4. Fee negotiated in advance and payment upon completion of the agreed deliverables. A fee should not be based upon University set rates of pay (ie casual hourly rates or similar). Progress payments may be applicable for longer projects. Paid on a regular and systematic basis for the work (eg weekly, fortnightly, monthly). The University is paying the individual for the supply of their labour, in order to contribute to the achievement of results for the University.
5. Use their own materials, tools and equipment and normally responsible for all ancillary expenses (eg travel and communication expenses) University provides the employee with the necessary materials and equipment. Any use of the employee’s own equipment or materials is compensated by an allowance or reimbursement.

6. Bear any risk associated with their work and will be responsible for rectifying any faulty or defective work without further payment. Accordingly, an independent contractor is expected to have appropriate insurance.

In examining the level and type of insurance that an independent contractor has, the University may need to assess the risk of engaging an individual, particularly where insufficient coverage may leave the University itself more open to risk. The level of actual risk may of course depend upon the nature of the service being provided.

Commercial risk is borne by the University in respect of work performed by the individual. The organisation also takes responsibility for loss associated with faulty or defective work by the individual.

7. Free to advertise and provide services to other businesses and organisations and to accept and refuse work accordingly

Publicly identified as being part of the University (eg having an internal email account, having a staff identification card, being formally identified in corporate publications, wearing uniform)

As a guide, should five or more of the independent contractor characteristics from Table 1, be clearly present, including 1 (Results Based) and 2 (Freedom to Delegate), it might be reasonable to conclude that an independent contractor relationship will be appropriate. If less than four of these characteristics appear to be present, the intended relationship might be more indicative of an employment contract.  Advice should be sought from HR Client Services if an independent contractor engagement is still preferred.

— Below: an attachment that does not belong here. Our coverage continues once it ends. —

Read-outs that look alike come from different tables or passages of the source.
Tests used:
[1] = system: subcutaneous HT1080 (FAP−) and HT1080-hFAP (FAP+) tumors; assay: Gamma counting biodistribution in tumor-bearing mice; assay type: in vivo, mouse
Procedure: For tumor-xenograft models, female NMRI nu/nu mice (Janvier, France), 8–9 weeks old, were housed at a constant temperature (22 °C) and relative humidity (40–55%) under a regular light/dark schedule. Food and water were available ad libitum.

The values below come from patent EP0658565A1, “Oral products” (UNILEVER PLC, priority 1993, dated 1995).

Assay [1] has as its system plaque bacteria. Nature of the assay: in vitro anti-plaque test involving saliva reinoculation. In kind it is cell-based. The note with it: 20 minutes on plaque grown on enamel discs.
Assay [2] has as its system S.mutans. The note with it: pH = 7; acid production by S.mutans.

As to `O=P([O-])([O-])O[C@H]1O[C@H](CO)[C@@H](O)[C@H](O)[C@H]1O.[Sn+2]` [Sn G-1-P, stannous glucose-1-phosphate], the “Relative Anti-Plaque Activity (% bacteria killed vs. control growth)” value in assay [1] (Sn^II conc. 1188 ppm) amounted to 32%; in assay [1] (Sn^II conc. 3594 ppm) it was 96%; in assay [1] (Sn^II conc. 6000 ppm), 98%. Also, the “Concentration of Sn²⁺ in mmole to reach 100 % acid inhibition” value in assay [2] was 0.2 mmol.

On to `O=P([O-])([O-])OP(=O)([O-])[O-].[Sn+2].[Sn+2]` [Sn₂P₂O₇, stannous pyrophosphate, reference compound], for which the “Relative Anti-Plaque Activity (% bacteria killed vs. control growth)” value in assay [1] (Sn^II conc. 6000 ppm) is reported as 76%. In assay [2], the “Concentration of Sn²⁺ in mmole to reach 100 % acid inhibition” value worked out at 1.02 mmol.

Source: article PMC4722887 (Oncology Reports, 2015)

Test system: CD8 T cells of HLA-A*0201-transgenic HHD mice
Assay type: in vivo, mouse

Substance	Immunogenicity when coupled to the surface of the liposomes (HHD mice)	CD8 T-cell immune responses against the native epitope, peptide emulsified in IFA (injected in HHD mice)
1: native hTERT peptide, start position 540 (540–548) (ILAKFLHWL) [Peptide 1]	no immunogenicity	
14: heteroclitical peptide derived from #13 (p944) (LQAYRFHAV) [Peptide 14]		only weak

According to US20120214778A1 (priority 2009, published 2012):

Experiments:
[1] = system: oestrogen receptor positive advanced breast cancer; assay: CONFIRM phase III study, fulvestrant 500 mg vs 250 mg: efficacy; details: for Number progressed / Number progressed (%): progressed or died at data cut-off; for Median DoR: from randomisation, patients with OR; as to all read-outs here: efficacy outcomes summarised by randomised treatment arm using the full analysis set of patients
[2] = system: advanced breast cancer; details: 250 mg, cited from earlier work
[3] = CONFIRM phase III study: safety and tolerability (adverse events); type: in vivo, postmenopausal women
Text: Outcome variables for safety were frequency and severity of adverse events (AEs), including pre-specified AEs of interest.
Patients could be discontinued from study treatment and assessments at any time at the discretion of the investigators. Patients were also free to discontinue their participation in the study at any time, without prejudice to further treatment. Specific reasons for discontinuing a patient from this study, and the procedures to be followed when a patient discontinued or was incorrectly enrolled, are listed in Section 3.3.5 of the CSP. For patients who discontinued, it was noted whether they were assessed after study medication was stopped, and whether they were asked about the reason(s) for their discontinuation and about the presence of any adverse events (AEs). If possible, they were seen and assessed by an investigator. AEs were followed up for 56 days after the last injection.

3. Risks of Improper Engagement

3.1  Superannuation Guarantee

A key risk to the University of engaging individuals as independent contractors is that they may be capable of being deemed as employees for the purposes of the Superannuation Guarantee (SG), even if they appear to meet the common law test for independent contractors. This can occur when a contract with an individual is principally for the “provision of labour”, as opposed to the “production of a result”, but also where the individual is unable to delegate some, or all, of the work to others.

Penalties may apply to the University where it is found to be in breach of the SG requirement. Additionally, the University may be found to owe superannuation contributions to individuals who have been engaged on an understanding that they are independent contractors.

A carefully constructed Independent Contractor Services Agreement will significantly assist in reducing the above risk, particularly where the “result” or “deliverable” is clearly described and the Agreement provides the contractor with the freedom to delegate work.

3.2  Payroll Tax

Under certain conditions and in accordance with tax legislation, the University is subject to provide payroll tax in relation to individuals and some companies operating as independent contractors (ie an individual operating a business with an ABN and in some cases, a company with an ACN). This will be so even where the individual (or company) is considered at common law to be an independent contractor.

Where an independent contractor is deemed under the Superannuation Guarantee legislation to be an “employee” for the purposes of SG, payroll tax will also be payable upon the University’s superannuation contributions made on behalf of the individual.

3.3  Employee Entitlements

Over the years our courts have been asked to make determinations on a number of cases concerning the fundamental question of whether a contract is one of employment or an independent contractor arrangement. One party or the other would usually need to initiate proceedings in order for such a determination to be made.

However, it remains that if a so-called ‘independent contractor’ was found through legal examination to be an ‘employee’, that individual may have rightful claim to a significant number of entitlements and benefits accruing to employees of an organisation and not enjoyed under an independent contractor relationship. These include a range of leave entitlements, salary and allowance conditions, workers compensation coverage and in some instances, access to unfair dismissal provisions in industrial legislation.

4. Further information

Advice may be sought from HR Client Services, in relation to interpretation of the information contained in these guidelines and how it may be used to assist in establishing the correct relationship.